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Not for Sale



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  1. Under what terms and conditions should the databases created at universities with government funding be made available? What are the salient factors that need to be considered?

  2. Aside from other laws/policies that may restrict dissemination (e.g., privacy, national security), should there be any restrictions on who can access the government-funded databases (i.e., category of user such as immediate research community, not-for-profit sector, commercial user, foreign user) and can discriminatory pricing be allowed? Why or why not?

  1. What principles and policies should govern interuniversity (or other not-for-profit) data access and use provisions? If stronger database IPR laws are adopted, should universities treat other not-for-profit users more favorably than the law requires? Why or why not?

  2. What kinds of rights should be transferred regarding data from databases owned by researchers/universities to publishers?

  3. In any new IPR regime what should be the scope of exemption regarding research, educational, library, and other “public-interest” uses of data sold by commercial publishers/vendors with respect to sharing and use, including transformative uses; integration into multiple-source data products or databases; dissemination to other parties within their own institution, or to other universities or not-for-profits; liability issues, generally; and other issues?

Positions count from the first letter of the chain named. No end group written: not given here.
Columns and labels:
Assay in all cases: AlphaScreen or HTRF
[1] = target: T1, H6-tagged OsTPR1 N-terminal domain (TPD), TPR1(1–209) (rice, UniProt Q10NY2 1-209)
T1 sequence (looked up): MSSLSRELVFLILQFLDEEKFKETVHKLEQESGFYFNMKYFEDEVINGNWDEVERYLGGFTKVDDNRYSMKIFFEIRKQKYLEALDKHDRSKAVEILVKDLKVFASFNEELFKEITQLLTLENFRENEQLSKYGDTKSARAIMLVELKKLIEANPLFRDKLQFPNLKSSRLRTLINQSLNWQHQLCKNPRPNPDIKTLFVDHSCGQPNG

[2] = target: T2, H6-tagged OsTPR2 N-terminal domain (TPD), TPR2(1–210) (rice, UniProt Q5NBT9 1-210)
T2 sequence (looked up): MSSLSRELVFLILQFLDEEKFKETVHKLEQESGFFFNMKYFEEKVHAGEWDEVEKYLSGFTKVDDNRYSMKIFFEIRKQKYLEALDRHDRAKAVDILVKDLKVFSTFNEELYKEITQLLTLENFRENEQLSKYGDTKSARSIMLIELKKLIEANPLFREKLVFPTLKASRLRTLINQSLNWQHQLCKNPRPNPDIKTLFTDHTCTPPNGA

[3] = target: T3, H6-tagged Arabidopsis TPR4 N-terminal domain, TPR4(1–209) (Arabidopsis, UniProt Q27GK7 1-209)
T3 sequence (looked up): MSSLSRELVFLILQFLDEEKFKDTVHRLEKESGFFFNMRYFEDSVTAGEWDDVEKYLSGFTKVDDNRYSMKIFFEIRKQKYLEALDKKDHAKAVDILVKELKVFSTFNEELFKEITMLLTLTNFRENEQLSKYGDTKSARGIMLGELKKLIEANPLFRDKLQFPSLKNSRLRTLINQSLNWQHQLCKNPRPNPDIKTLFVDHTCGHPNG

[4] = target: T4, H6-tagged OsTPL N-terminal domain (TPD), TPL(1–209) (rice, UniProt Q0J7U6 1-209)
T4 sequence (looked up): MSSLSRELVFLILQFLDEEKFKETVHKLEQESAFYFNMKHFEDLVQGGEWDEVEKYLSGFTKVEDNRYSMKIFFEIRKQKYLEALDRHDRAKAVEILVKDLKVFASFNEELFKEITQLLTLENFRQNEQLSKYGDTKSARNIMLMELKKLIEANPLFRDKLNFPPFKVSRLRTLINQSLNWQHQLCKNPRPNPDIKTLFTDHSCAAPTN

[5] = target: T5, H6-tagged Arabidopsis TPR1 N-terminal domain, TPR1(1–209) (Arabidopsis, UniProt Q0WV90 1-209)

4. What other important legal/policy issues should be considered in promoting access to and use of not-for-profit S&T data for the public interest? Examples of new legal provisions/policies for consideration include the following:

    1. Legislate the “first sale” doctrine in networked electronic environments in instances where technology allows no more than one user of a purchased intellectual work at a time.

    2. Legislate a depository library concept in which publishers to gain certain benefits must provide a digital copy of intellectual works and data sets to a national online collection that would then be accessible from public libraries across the nation. [See Geoffrey Nunberg (1998), “Will Libraries Survive?” The American Prospect, Nov/Dec, pp. 16-23.] Libraries might then “check out” these works to patrons as indicated in (a) above.

    3. Alternatively, if a licensing paradigm continues for access to online scientific and technical data, a portion of fees collected might be set aside (taxed) to subsidize access for schools and libraries in rural or underserved communities. (See Nunberg, 1998.)

    4. Development of standard licensing provisions and policies by libraries (see e.g., http://www.library.yale.edu/consortia/icolcpr.htm).

    5. Development of university policies that mandate that professors and researchers must maintain full nonexclusive copyright/sui generis right in any works or data sets developed in their capacity as university professors or researchers.

    6. Establishment of a “collection society” for S&T data.

    7. Other approaches?

The first issue, which will be addressed by Jerome Reichman, is whether databases created by state universities should be exempt from protection under new database intellectual



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